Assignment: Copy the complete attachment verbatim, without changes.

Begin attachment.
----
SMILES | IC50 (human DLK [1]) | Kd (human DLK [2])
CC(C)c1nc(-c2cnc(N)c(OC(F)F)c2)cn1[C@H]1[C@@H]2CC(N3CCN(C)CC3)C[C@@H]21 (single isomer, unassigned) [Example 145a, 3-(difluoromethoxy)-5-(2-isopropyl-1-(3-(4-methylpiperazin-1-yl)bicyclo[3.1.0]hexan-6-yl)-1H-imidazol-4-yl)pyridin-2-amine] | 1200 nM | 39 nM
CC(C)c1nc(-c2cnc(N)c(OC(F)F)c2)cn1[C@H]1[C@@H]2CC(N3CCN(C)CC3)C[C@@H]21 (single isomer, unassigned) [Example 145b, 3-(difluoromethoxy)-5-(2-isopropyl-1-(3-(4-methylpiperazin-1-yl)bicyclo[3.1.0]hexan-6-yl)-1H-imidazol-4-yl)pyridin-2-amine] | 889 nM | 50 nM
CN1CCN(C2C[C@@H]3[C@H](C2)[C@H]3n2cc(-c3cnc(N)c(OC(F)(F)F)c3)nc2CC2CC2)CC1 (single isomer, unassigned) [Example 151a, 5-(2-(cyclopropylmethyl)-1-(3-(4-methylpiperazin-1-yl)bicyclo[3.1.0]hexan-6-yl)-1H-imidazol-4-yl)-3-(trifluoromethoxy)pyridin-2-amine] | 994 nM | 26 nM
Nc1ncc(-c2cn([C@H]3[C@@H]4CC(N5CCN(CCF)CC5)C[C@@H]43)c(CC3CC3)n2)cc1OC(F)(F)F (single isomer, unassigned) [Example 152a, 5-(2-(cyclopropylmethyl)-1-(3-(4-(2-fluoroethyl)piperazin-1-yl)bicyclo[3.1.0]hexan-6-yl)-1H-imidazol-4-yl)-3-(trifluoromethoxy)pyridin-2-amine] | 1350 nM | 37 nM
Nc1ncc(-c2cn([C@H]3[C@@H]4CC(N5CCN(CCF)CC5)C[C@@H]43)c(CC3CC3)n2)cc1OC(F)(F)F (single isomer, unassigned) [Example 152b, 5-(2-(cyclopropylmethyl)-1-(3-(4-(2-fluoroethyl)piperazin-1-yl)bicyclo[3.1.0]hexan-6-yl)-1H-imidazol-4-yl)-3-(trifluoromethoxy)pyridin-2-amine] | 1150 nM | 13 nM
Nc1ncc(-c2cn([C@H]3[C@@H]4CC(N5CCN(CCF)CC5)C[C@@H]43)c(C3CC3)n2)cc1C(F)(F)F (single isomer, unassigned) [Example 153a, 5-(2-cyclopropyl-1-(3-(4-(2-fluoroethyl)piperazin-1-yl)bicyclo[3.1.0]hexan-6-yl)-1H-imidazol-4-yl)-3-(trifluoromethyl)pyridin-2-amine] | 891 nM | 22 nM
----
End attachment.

SMILES | IC50 (human DLK [1]) | Kd (human DLK [2])
CC(C)c1nc(-c2cnc(N)c(OC(F)F)c2)cn1[C@H]1[C@@H]2CC(N3CCN(C)CC3)C[C@@H]21 (single isomer, unassigned) [Example 145a, 3-(difluoromethoxy)-5-(2-isopropyl-1-(3-(4-methylpiperazin-1-yl)bicyclo[3.1.0]hexan-6-yl)-1H-imidazol-4-yl)pyridin-2-amine] | 1200 nM | 39 nM
CC(C)c1nc(-c2cnc(N)c(OC(F)F)c2)cn1[C@H]1[C@@H]2CC(N3CCN(C)CC3)C[C@@H]21 (single isomer, unassigned) [Example 145b, 3-(difluoromethoxy)-5-(2-isopropyl-1-(3-(4-methylpiperazin-1-yl)bicyclo[3.1.0]hexan-6-yl)-1H-imidazol-4-yl)pyridin-2-amine] | 889 nM | 50 nM
CN1CCN(C2C[C@@H]3[C@H](C2)[C@H]3n2cc(-c3cnc(N)c(OC(F)(F)F)c3)nc2CC2CC2)CC1 (single isomer, unassigned) [Example 151a, 5-(2-(cyclopropylmethyl)-1-(3-(4-methylpiperazin-1-yl)bicyclo[3.1.0]hexan-6-yl)-1H-imidazol-4-yl)-3-(trifluoromethoxy)pyridin-2-amine] | 994 nM | 26 nM
Nc1ncc(-c2cn([C@H]3[C@@H]4CC(N5CCN(CCF)CC5)C[C@@H]43)c(CC3CC3)n2)cc1OC(F)(F)F (single isomer, unassigned) [Example 152a, 5-(2-(cyclopropylmethyl)-1-(3-(4-(2-fluoroethyl)piperazin-1-yl)bicyclo[3.1.0]hexan-6-yl)-1H-imidazol-4-yl)-3-(trifluoromethoxy)pyridin-2-amine] | 1350 nM | 37 nM
Nc1ncc(-c2cn([C@H]3[C@@H]4CC(N5CCN(CCF)CC5)C[C@@H]43)c(CC3CC3)n2)cc1OC(F)(F)F (single isomer, unassigned) [Example 152b, 5-(2-(cyclopropylmethyl)-1-(3-(4-(2-fluoroethyl)piperazin-1-yl)bicyclo[3.1.0]hexan-6-yl)-1H-imidazol-4-yl)-3-(trifluoromethoxy)pyridin-2-amine] | 1150 nM | 13 nM
Nc1ncc(-c2cn([C@H]3[C@@H]4CC(N5CCN(CCF)CC5)C[C@@H]43)c(C3CC3)n2)cc1C(F)(F)F (single isomer, unassigned) [Example 153a, 5-(2-cyclopropyl-1-(3-(4-(2-fluoroethyl)piperazin-1-yl)bicyclo[3.1.0]hexan-6-yl)-1H-imidazol-4-yl)-3-(trifluoromethyl)pyridin-2-amine] | 891 nM | 22 nM